If all you do is tell the other person how good they are, then you are missing the whole point of collaborative writing. Collaborative writing is all about using the criticism of others to improve the whole. The fact of the matter is, we all have strong points and and weak points. Having multiple people doing a collaborative writing project means it is likely that one person’s weak points are covered by another’s strong points. That’s wonderful…as long as the strong one in a given circumstance speaks up and says something.
So, when reading something someone else has written, go in with the assumption that they suck. If their writing proves this assumption wrong, then wonderful. But if it doesn’t definitively stand up to the assumption of suck, beating it back with full force, then let them have it. Remember, they’ve already agreed to Rule #1, so you won’t be hurting any feelings when you tell them that they do, in fact, suck.
This one seems pretty obvious, but it’s worth mentioning. When you and your partner(s) sit down to write, you already need to know what (s)he’s writing about, and (s)he needs to know what you’re writing about. That means that you both need to have planned everything out in advance.
The two of us commute for two to three hours every day. That gives us two to three hours a day to talk over everything about the story before we sit down to write it. By the time we’re actually at the computer writing, we know what’s going to happen to which character and why.
If you’re an organic, sit-down-and-see-what-happens writer, this is going to be tough for you. It’s not impossible; that’s Frog’s style of writing as well. But the two of us have found that those discussions are where the organic collaborative process enhances the story. So sit down for a while every day with your partner and bang out the storyline you’re going to be writing. Come up with new motivations, new plot twists, new characters, etc. while talking to each other. Once you’ve done that, you’ll know what you need to put to page, and your parnter(s) will know what it is you’re putting to page so that their stuff lines up with yours.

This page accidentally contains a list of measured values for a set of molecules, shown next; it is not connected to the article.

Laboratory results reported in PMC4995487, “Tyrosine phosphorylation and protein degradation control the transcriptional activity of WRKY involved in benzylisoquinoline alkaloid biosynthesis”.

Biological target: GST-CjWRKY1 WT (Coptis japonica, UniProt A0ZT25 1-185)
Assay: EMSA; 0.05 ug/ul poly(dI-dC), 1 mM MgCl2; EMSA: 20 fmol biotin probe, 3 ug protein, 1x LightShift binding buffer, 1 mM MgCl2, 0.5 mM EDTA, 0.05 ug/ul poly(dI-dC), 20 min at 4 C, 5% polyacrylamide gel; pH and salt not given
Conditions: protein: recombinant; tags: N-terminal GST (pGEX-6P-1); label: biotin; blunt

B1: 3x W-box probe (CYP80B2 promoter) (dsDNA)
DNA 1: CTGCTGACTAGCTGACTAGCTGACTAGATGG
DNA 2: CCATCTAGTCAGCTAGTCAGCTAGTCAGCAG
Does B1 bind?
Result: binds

Otherwise, one partner will always be having to adjust his or her creative flow to adapt for the writing that the other partner has just done. Don’t do that to your partner(s), they’re way to valuable to abuse them like that. Plan Everything.
At the end of the day, there needs to be portions of the story that each person is responsible for. Maybe you divide it by chapters, maybe you do it by characters, maybe you do it by location. At the end of the day, it doesn’t matter how you do the division of labor between you and your partner(s).
What matters is that you divide before you try to conquer. Know, going into the project, who is doing what. Once a person takes a task, the whole group must agree: that person has the ultimate power and the ultimate responsibility for what that task results in. Other people can comment, but the final, ultimate say is theirs.
Decide this allocation of power before you have a disagreement.
You will disagree on stuff. If you’re following Rules #1 and #2, your disagreements will be productive, and will lead to better writing. Some disagreements, though, will not die on those alone. Some will persist. When you divide the labor beforehand, then the person who is not responsible for that given task needs to accept that, at the end of the day, theirs will not be the final word. That way, when the two (or three, etc.) of you are at complete loggerheads, one person makes the call, and then everyone moves on to the next issue.
The only other option is to totally stall the project on that one issue. That way lies madness. Therefore, take the project, divide it, and then conquer it.
All the time. Every day. As you are typing, as you are thinking; you and your partner(s) need to be in almost constant communication about the project. If you go off and do something wonderful, something absolutely brilliant, but you don’t tell everyone about it, then they can’t write to take advantage of it. Conversely, if you do something devastatingly stupid (see Rule #1) that you think is brilliant, your partner(s) can only fix it if you tell them about it.
This is covered a little bit in Rule #3, of course, but the talking needs to occur during the planning phase, the writing phase, and the post-writing phase. Zero-drafts, revisions, every single step of the way. This process only works via hard-core, open communication. When in doubt, tell your partner(s) about it, so that either they can fix it, or you can muddle your way through doubt together.